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Luke 2:31-35

Context

2:31 that you have prepared in the presence of all peoples: 1 

2:32 a light, 2 

for revelation to the Gentiles,

and for glory 3  to your people Israel.”

2:33 So 4  the child’s 5  father 6  and mother were amazed 7  at what was said about him. 2:34 Then 8  Simeon blessed them and said to his mother Mary, “Listen carefully: 9  This child 10  is destined to be the cause of the falling and rising 11  of many in Israel and to be a sign that will be rejected. 12  2:35 Indeed, as a result of him the thoughts 13  of many hearts will be revealed 14  – and a sword 15  will pierce your own soul as well!” 16 

1 sn Is the phrase all peoples a reference to Israel alone, or to both Israel and the Gentiles? The following verse makes it clear that all peoples includes Gentiles, another key Lukan emphasis (Luke 24:47; Acts 10:34-43).

2 tn The syntax of this verse is disputed. Most read “light” and “glory” in parallelism, so Jesus is a light for revelation to the Gentiles and is glory to the people for Israel. Others see “light” (1:78-79) as a summary, while “revelation” and “glory” are parallel, so Jesus is light for all, but is revelation for the Gentiles and glory for Israel. Both readings make good sense and either could be correct, but Luke 1:78-79 and Acts 26:22-23 slightly favor this second option.

3 sn In other words, Jesus is a special cause for praise and honor (“glory”) for the nation.

4 tn Here καί (kai) has been translated as “so” to indicate the consequential nature of the action.

5 tn Grk “his”; the referent (the child) has been specified in the translation for clarity.

6 tc Most mss ([A] Θ [Ψ] Ë13 33 Ï it) read “Joseph,” but in favor of the reading ὁ πατὴρ αὐτοῦ (Jo pathr autou, “his father”) is both external (א B D L W 1 700 1241 pc sa) and internal evidence. Internally, the fact that Mary is not named at this point and that “Joseph” is an obviously motivated reading, intended to prevent confusion over the virgin conception of Christ, argues strongly for ὁ πατὴρ αὐτοῦ as the authentic reading here. See also the tc note on “parents” in 2:43.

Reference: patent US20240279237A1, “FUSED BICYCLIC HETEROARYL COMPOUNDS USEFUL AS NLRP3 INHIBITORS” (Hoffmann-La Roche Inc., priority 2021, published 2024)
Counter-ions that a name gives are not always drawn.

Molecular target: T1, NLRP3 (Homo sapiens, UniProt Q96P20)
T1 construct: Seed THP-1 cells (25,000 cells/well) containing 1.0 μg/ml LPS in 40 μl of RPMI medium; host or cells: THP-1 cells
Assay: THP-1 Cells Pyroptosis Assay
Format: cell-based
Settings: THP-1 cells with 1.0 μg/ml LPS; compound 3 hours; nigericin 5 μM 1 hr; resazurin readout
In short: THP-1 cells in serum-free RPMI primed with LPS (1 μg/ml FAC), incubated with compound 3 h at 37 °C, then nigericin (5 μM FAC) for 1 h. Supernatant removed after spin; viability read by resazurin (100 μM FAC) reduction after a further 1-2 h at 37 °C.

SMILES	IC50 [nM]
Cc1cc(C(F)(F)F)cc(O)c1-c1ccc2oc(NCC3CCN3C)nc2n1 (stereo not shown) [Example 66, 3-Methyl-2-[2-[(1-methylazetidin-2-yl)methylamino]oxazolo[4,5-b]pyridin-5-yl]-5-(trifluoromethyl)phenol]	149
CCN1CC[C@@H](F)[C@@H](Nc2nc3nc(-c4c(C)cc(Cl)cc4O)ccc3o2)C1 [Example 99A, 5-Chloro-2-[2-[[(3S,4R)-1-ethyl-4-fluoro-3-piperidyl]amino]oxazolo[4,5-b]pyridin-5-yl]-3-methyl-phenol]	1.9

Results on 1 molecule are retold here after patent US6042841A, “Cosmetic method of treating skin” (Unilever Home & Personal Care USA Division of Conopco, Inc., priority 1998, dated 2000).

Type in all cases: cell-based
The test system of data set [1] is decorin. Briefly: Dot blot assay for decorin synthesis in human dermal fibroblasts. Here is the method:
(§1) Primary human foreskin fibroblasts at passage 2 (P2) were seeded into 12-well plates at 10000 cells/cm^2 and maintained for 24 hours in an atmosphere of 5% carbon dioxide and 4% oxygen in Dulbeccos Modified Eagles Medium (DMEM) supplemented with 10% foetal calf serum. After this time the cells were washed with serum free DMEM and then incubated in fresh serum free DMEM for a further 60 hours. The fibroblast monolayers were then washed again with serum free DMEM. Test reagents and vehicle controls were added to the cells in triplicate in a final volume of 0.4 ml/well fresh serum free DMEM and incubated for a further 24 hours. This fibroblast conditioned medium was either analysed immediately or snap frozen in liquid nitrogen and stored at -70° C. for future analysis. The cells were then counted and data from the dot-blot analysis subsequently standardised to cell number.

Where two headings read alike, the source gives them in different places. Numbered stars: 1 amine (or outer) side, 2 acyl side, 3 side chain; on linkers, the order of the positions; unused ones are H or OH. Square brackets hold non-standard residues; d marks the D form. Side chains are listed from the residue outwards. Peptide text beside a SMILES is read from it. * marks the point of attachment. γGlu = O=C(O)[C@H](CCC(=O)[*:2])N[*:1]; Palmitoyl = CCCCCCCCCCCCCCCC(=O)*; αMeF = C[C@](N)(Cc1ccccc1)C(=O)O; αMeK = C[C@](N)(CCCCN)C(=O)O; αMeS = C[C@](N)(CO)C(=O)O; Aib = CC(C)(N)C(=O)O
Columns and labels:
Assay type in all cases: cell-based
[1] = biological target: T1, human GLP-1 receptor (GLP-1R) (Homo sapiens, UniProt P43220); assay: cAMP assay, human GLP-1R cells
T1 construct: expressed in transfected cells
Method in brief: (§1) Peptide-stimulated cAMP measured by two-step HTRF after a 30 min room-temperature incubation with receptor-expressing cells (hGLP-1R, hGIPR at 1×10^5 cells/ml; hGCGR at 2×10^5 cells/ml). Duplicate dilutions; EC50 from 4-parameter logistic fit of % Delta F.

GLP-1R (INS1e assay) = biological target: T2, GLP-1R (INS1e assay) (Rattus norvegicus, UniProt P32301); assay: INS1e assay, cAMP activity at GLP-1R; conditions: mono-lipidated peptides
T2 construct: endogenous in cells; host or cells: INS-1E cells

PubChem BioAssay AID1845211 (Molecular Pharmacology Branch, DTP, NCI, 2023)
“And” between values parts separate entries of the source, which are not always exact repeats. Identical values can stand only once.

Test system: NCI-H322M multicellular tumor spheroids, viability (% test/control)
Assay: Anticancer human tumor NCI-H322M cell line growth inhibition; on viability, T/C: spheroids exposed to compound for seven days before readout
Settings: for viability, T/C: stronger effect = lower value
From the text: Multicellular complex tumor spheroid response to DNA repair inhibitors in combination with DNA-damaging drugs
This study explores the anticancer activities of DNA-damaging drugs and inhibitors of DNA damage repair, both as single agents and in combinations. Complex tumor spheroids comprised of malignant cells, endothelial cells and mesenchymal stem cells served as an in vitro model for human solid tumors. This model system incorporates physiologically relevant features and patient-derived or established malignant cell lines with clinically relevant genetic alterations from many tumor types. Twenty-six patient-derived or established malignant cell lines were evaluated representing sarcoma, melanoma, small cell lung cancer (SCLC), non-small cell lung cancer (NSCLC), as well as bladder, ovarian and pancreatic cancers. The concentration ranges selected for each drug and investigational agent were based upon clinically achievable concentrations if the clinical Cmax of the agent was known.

7 tn The term refers to the amazement at what was happening as in other places in Luke 1–2 (1:63; 2:18). The participle is plural, while the finite verb used in the periphrastic construction is singular, perhaps to show a unity in the parents’ response (BDF §135.1.d: Luke 8:19).

8 tn Here καί (kai) has been translated as “then” to indicate the implied sequence of events within the narrative.

9 tn Grk “behold.”

10 tn Grk “this one”; the referent (the child) is supplied in the translation for clarity.

11 sn The phrase the falling and rising of many emphasizes that Jesus will bring division in the nation, as some will be judged (falling) and others blessed (rising) because of how they respond to him. The language is like Isa 8:14-15 and conceptually like Isa 28:13-16. Here is the first hint that Jesus’ coming will be accompanied with some difficulties.

12 tn Grk “and for a sign of contradiction.”

13 tn Or “reasonings” (in a hostile sense). See G. Schrenk, TDNT 2:97.

14 sn The remark the thoughts of many hearts will be revealed shows that how people respond to Jesus indicates where their hearts really are before God.

15 sn A sword refers to a very large, broad two-edged sword. The language is figurative, picturing great pain. Though it refers in part to the cross, it really includes the pain all of Jesus’ ministry will cause, including the next event in Luke 2:41-52 and extending to the opposition he faced throughout his ministry.

16 sn This remark looks to be parenthetical and addressed to Mary alone, not the nation. Many modern English translations transpose this to make it the final clause in Simeon’s utterance as above to make this clear.



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